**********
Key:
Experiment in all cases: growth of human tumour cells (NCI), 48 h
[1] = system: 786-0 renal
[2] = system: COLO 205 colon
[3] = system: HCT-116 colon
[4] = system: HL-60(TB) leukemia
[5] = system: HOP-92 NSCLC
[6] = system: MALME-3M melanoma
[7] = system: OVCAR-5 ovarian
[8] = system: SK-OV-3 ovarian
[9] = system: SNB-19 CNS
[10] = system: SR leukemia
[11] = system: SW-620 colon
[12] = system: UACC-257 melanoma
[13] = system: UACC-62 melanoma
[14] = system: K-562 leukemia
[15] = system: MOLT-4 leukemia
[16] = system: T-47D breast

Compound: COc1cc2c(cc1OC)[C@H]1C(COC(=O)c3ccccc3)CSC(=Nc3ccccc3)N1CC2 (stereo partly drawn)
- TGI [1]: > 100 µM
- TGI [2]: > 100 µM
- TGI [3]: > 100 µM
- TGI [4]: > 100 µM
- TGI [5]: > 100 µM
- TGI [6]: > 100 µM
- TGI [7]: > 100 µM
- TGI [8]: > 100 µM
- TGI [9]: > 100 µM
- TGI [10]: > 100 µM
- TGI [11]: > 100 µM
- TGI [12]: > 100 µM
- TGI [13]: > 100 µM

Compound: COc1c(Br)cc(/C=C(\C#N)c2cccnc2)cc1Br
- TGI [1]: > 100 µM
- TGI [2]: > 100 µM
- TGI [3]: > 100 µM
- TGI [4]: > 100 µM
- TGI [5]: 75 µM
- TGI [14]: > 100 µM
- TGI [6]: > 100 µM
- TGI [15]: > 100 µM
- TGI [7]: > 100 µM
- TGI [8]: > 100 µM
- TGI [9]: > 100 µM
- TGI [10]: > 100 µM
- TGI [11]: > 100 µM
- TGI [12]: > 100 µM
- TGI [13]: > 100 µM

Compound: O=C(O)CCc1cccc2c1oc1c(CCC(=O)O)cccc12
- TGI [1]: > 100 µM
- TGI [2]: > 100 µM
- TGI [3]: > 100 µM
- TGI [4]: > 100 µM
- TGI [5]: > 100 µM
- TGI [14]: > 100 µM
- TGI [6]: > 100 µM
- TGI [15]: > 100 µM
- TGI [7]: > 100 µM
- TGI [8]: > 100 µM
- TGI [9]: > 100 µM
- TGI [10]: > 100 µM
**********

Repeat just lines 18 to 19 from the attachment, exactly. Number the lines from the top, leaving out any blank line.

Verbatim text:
[16] = system: T-47D breast

Compound: COc1cc2c(cc1OC)[C@H]1C(COC(=O)c3ccccc3)CSC(=Nc3ccccc3)N1CC2 (stereo partly drawn)